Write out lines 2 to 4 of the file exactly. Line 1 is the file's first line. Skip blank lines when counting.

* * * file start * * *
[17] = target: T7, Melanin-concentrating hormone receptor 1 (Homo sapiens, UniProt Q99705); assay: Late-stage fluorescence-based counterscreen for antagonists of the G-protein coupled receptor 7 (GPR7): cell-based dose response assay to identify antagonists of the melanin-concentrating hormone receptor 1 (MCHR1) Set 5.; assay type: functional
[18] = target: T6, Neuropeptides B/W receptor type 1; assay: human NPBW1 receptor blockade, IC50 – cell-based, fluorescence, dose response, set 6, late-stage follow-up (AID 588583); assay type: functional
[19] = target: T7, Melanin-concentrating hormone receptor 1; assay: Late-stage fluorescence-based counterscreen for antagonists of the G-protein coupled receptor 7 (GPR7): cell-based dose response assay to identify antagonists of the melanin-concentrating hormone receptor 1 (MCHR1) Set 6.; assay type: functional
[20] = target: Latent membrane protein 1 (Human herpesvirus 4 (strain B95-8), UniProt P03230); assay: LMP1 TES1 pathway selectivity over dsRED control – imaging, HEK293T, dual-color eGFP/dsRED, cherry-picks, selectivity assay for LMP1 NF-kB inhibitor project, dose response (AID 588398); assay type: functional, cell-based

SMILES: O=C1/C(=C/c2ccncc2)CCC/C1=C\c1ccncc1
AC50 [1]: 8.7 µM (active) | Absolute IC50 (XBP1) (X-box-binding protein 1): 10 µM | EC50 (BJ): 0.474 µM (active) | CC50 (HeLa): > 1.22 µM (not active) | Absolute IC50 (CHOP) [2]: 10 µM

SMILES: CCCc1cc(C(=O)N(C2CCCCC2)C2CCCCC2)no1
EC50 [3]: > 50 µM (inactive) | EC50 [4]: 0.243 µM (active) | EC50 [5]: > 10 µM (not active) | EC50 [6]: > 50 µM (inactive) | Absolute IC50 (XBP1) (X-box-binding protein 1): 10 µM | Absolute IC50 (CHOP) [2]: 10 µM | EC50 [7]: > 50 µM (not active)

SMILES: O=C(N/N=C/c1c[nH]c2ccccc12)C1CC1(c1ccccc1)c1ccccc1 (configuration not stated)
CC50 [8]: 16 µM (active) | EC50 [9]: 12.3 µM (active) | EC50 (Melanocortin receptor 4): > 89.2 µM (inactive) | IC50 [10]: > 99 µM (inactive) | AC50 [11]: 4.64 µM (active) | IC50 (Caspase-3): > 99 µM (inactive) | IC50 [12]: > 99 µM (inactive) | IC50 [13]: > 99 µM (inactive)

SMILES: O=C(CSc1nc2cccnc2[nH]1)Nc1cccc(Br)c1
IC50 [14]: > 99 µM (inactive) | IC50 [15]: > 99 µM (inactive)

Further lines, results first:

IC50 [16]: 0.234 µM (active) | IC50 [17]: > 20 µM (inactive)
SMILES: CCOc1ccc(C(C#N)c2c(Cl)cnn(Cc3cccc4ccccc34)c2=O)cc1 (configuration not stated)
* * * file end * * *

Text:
[18] = target: T6, Neuropeptides B/W receptor type 1; assay: human NPBW1 receptor blockade, IC50 – cell-based, fluorescence, dose response, set 6, late-stage follow-up (AID 588583); assay type: functional
[19] = target: T7, Melanin-concentrating hormone receptor 1; assay: Late-stage fluorescence-based counterscreen for antagonists of the G-protein coupled receptor 7 (GPR7): cell-based dose response assay to identify antagonists of the melanin-concentrating hormone receptor 1 (MCHR1) Set 6.; assay type: functional
[20] = target: Latent membrane protein 1 (Human herpesvirus 4 (strain B95-8), UniProt P03230); assay: LMP1 TES1 pathway selectivity over dsRED control – imaging, HEK293T, dual-color eGFP/dsRED, cherry-picks, selectivity assay for LMP1 NF-kB inhibitor project, dose response (AID 588398); assay type: functional, cell-based